Mid-sized brokers are struggling to make money as equity markets recover and reach a new normal, a report from consultancy GreySpark Partners has said.
It claims the growth of trading volume and more optimistic revenue projections, coupled with decreasing but better quality liquidity have created a new set of market conditions that will favour some broker business models over others.
“Equity markets are at a turning point as large sell-side flow houses and prime brokers prosper again while boutique offerings grow their aggregate market share. The remaining players, primarily mid-size firms, must adapt to this altered landscaped,” GreySpark said.
The report suggests that mid-sized firms have struggled since the financial crisis to maintain market share at a time when cost-per-trade was also rising, putting pressure on revenues and profitability.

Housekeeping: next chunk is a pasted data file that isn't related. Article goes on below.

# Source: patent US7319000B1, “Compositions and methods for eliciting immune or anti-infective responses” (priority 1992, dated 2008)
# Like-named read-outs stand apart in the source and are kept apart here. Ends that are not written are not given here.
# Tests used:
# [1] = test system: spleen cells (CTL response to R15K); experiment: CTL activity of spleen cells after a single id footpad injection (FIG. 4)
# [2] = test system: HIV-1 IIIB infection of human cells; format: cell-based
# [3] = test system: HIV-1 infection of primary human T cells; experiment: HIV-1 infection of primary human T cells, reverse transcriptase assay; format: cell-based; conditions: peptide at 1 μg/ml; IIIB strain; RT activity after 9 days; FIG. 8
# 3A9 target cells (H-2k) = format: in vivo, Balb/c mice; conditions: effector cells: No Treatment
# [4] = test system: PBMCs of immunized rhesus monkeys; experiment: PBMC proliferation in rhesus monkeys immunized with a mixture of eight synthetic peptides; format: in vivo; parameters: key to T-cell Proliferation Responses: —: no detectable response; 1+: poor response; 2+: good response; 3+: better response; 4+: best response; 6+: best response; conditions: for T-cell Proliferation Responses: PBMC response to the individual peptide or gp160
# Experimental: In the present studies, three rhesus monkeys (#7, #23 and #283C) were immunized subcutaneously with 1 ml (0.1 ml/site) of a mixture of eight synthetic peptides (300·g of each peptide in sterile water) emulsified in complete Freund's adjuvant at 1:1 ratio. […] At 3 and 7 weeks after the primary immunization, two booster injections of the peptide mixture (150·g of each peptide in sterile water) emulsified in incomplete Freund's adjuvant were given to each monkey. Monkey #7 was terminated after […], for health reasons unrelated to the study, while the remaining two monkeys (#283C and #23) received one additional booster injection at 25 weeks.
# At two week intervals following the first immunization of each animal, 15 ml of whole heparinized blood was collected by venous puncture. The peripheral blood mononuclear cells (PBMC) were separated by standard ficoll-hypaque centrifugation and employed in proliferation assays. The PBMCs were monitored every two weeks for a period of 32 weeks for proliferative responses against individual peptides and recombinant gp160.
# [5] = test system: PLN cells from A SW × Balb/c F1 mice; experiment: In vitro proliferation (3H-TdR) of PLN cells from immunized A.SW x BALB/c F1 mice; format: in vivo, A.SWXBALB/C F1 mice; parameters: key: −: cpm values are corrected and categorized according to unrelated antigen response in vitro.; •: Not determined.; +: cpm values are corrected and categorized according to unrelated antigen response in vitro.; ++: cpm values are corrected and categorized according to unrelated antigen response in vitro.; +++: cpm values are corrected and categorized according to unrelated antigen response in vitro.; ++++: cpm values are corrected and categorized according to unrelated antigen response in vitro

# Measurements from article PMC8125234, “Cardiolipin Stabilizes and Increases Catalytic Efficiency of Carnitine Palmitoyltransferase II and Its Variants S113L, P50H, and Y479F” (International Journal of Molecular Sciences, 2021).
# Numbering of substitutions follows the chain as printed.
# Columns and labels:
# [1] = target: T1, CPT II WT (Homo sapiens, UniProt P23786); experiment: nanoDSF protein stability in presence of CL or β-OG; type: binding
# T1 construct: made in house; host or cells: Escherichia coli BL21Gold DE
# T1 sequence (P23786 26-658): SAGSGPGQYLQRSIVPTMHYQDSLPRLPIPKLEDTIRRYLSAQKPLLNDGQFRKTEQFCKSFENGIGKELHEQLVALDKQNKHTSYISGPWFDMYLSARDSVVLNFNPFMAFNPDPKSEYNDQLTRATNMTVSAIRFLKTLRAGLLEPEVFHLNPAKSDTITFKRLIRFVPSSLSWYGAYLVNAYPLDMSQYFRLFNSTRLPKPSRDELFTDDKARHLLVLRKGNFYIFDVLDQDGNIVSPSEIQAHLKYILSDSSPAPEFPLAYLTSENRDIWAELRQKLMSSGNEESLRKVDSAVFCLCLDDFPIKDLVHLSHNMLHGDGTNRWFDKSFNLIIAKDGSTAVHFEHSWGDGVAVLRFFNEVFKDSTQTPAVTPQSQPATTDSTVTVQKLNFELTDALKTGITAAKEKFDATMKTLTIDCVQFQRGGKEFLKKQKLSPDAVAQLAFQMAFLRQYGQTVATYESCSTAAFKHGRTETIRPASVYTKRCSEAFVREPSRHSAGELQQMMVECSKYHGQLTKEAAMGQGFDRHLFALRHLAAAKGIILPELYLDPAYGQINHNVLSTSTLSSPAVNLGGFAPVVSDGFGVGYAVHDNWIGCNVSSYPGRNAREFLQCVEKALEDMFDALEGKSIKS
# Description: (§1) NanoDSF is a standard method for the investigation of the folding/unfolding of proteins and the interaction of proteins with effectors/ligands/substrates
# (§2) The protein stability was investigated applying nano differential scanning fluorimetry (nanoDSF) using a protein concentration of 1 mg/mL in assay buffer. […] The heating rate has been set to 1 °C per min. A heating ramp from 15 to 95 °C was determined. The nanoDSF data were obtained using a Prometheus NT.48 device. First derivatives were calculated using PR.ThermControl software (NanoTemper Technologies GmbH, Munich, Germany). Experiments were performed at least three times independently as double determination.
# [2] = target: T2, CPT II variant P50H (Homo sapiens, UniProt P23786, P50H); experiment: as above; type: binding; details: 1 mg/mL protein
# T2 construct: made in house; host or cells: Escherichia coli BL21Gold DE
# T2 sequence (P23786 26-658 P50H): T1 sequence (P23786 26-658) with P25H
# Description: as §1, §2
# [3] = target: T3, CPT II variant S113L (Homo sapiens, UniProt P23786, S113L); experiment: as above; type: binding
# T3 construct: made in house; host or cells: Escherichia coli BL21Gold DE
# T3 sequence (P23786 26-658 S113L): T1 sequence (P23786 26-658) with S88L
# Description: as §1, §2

In order for these brokerages to survive, GreySpark said they will need to adopt a new strategy, focusing on one of specialisation, reduced ambition, monetisation of their franchise and financing volume.
Brokers also need to adapt to a changing technology market that has largely moved away from reducing latency. Instead, merging high- and low-touch platforms effectively as low-touch’s constant availability sees increasing demand.
GreySpark believes that, in the next two years, banks will have to abandon having separate high- and low-touch trading platforms and will instead have to invest in consolidated offerings from third parties.
Similarly, brokers will no longer be able to run much of their software in house, as third-parties have successfully commoditised financial services technology, meaning only those functions that offer a true competitive advantage can continue to be run internally.